THE Senate Blue Ribbon Committee has no evidence that legislators received kickbacks from the release of their Priority Development Assistance Fund (PDAF) or pork barrel to their chosen non-governmental organizations (NGOs).
Sen. Teofisto Guingona 3rd, Blue Ribbon chairman, said the panel has yet to establish if the funds received by bogus NGOs were funneled back to the legislators.
The committee has held two hearings and listened to several resource persons from the Commission on Audit (COA) and former heads of the two government owned and controlled corporations (GOCCs) who named at least three senators who released their PDAF to questionable NGOs.
Former officials of the National Agribusiness Corp (Nabcor) and the Zamboanga Rubber Estate Corporation (ZREC) identified the senators as Juan Ponce Enrile, Ramon Revilla Jr. and Jose “Jinggoy” Estrada.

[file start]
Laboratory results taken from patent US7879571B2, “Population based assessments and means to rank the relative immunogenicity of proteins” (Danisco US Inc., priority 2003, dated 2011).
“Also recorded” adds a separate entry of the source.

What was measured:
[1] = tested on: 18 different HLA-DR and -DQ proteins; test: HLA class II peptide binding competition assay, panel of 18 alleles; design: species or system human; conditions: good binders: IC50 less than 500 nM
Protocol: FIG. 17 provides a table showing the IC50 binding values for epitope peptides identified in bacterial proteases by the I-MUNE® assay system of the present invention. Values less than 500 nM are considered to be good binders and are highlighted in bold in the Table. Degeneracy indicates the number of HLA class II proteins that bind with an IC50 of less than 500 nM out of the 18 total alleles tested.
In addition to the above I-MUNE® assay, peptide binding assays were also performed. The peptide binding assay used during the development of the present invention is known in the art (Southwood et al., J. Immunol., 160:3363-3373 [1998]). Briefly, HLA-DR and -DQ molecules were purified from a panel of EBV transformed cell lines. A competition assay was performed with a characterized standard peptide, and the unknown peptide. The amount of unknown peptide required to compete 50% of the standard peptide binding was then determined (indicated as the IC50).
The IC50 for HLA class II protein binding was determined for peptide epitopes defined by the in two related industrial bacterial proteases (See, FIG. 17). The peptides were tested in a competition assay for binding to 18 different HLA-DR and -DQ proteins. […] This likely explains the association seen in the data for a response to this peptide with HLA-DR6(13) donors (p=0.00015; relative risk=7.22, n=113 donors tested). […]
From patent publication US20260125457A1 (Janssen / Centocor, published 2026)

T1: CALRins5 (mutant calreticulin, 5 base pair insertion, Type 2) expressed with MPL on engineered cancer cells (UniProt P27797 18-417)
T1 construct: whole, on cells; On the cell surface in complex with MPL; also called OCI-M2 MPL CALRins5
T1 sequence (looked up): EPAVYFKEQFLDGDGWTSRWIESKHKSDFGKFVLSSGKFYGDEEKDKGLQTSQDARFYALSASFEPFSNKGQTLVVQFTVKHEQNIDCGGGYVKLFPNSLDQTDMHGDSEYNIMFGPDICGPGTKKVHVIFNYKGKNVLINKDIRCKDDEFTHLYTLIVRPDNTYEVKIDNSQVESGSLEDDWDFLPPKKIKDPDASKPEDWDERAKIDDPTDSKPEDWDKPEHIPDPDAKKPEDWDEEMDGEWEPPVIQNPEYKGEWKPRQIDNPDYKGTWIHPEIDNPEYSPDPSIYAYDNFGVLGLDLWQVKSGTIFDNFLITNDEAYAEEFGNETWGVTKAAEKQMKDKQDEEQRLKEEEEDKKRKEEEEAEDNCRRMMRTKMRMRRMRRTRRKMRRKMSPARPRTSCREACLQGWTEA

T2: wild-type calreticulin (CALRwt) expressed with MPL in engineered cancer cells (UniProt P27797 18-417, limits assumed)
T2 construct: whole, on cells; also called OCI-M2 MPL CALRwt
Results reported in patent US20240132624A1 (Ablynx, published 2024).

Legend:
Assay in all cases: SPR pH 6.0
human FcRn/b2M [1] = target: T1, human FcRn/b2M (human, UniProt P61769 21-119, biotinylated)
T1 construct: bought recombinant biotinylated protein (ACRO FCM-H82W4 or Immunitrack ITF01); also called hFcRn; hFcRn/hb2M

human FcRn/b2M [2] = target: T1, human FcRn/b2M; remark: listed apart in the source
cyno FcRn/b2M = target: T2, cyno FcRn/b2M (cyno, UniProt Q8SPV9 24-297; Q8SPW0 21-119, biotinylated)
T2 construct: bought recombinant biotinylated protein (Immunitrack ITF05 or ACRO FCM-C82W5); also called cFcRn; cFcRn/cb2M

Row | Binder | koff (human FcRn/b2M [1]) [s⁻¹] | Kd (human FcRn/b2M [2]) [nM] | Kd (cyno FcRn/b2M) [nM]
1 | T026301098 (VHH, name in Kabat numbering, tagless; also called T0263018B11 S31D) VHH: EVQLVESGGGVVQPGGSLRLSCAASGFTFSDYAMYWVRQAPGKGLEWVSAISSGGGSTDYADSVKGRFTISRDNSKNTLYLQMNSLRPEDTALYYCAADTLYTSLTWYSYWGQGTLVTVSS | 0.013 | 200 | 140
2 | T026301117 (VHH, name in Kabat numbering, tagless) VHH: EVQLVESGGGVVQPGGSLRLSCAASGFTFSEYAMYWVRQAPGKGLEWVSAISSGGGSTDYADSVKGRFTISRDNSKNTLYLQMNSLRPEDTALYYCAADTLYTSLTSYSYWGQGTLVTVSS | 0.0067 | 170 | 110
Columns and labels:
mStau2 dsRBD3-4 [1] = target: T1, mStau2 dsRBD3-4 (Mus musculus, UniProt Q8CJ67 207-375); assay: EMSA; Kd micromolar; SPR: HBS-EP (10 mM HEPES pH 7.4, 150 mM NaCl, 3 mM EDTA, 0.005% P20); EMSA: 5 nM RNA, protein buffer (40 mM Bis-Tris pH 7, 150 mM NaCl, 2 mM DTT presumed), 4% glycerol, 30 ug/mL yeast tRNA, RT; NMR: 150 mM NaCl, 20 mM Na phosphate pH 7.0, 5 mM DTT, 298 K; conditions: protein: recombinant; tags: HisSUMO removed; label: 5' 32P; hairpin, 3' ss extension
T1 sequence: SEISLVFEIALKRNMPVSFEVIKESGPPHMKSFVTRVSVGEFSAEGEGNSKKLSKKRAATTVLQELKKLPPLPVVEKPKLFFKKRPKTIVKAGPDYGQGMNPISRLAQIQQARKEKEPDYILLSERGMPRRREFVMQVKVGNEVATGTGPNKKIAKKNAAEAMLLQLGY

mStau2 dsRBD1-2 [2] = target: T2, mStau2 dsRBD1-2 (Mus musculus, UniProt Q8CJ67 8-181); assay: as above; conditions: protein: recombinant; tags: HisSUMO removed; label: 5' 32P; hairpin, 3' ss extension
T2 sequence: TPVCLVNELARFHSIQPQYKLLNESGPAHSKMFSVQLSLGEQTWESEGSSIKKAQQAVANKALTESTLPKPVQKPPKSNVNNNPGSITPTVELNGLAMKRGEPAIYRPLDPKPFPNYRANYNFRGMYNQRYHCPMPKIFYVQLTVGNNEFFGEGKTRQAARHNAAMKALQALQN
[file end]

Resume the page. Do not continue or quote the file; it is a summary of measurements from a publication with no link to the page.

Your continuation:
The names of the three were also prominent in the presentation of COA Chairman Grace Pulido-Tan.
But while it was clear that dubious NGOs received millions of pesos from the lawmakers’ PDAF, it has yet to be established if the lawmakers got a “kickback” from the deal.
“What we have established so far is that the funds ended up in the hands of the bogus NGOs, but we are yet to find out if the money stayed with the NGOs or if it was given back to the legislators,” Guingona said.
He expressed belief that the witnesses could provide the information the committee needs to complete the PDAF money trail.
Guingona said that even without a paper trail showing where the PDAF money ended up, the committee can still trace it by using the testimony from witnesses.
The legislators who were implicated can attend the hearing and give their side of the story, but the panel has no intention to force them to appear, he said.
There were reports that some members of the House of Representatives, whose names also cropped up in the Blue Ribbon hearings, were willing to appear before the committee to explain their side.
Guingona said any senator or congressman can attend the hearing even without an invitation.
“It’s their right whether or not to participate in the investigation but whatever happens, the investigation must go on,” he said.